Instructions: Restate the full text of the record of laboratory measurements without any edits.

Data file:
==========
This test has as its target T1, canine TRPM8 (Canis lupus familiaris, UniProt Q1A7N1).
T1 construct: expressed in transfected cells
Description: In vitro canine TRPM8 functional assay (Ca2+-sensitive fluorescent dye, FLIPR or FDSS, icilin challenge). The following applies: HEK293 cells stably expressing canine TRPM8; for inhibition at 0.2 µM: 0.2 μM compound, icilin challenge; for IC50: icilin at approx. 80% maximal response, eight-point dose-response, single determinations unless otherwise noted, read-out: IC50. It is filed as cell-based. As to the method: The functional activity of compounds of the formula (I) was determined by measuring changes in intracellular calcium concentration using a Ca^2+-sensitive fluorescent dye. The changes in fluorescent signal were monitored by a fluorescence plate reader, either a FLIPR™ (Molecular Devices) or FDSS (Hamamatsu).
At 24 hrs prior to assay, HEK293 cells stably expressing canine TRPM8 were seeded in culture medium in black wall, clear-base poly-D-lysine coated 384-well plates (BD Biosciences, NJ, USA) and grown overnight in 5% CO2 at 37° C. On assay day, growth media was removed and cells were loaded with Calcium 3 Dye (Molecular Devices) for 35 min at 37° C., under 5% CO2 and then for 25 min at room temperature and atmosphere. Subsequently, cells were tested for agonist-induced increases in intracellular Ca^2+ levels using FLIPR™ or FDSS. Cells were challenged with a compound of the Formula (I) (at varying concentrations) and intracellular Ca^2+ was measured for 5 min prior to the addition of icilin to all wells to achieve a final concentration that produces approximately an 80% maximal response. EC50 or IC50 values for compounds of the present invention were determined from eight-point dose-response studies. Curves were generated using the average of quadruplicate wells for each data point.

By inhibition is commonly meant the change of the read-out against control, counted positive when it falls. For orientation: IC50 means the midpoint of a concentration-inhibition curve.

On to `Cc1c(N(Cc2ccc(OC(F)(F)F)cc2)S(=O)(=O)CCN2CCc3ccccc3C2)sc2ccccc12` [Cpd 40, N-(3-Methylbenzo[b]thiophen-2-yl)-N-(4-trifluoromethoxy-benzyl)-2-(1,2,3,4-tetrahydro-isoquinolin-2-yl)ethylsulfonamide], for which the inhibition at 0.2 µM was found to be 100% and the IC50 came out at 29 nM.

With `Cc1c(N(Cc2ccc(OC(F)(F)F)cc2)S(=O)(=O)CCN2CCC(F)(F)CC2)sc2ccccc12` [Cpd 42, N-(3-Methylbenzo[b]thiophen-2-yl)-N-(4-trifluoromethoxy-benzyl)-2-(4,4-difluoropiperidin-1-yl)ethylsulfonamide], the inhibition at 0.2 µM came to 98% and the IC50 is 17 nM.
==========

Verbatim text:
This test has as its target T1, canine TRPM8 (Canis lupus familiaris, UniProt Q1A7N1).
T1 construct: expressed in transfected cells
Description: In vitro canine TRPM8 functional assay (Ca2+-sensitive fluorescent dye, FLIPR or FDSS, icilin challenge). The following applies: HEK293 cells stably expressing canine TRPM8; for inhibition at 0.2 µM: 0.2 μM compound, icilin challenge; for IC50: icilin at approx. 80% maximal response, eight-point dose-response, single determinations unless otherwise noted, read-out: IC50. It is filed as cell-based. As to the method: The functional activity of compounds of the formula (I) was determined by measuring changes in intracellular calcium concentration using a Ca^2+-sensitive fluorescent dye. The changes in fluorescent signal were monitored by a fluorescence plate reader, either a FLIPR™ (Molecular Devices) or FDSS (Hamamatsu).
At 24 hrs prior to assay, HEK293 cells stably expressing canine TRPM8 were seeded in culture medium in black wall, clear-base poly-D-lysine coated 384-well plates (BD Biosciences, NJ, USA) and grown overnight in 5% CO2 at 37° C. On assay day, growth media was removed and cells were loaded with Calcium 3 Dye (Molecular Devices) for 35 min at 37° C., under 5% CO2 and then for 25 min at room temperature and atmosphere. Subsequently, cells were tested for agonist-induced increases in intracellular Ca^2+ levels using FLIPR™ or FDSS. Cells were challenged with a compound of the Formula (I) (at varying concentrations) and intracellular Ca^2+ was measured for 5 min prior to the addition of icilin to all wells to achieve a final concentration that produces approximately an 80% maximal response. EC50 or IC50 values for compounds of the present invention were determined from eight-point dose-response studies. Curves were generated using the average of quadruplicate wells for each data point.

By inhibition is commonly meant the change of the read-out against control, counted positive when it falls. For orientation: IC50 means the midpoint of a concentration-inhibition curve.

On to `Cc1c(N(Cc2ccc(OC(F)(F)F)cc2)S(=O)(=O)CCN2CCc3ccccc3C2)sc2ccccc12` [Cpd 40, N-(3-Methylbenzo[b]thiophen-2-yl)-N-(4-trifluoromethoxy-benzyl)-2-(1,2,3,4-tetrahydro-isoquinolin-2-yl)ethylsulfonamide], for which the inhibition at 0.2 µM was found to be 100% and the IC50 came out at 29 nM.

With `Cc1c(N(Cc2ccc(OC(F)(F)F)cc2)S(=O)(=O)CCN2CCC(F)(F)CC2)sc2ccccc12` [Cpd 42, N-(3-Methylbenzo[b]thiophen-2-yl)-N-(4-trifluoromethoxy-benzyl)-2-(4,4-difluoropiperidin-1-yl)ethylsulfonamide], the inhibition at 0.2 µM came to 98% and the IC50 is 17 nM.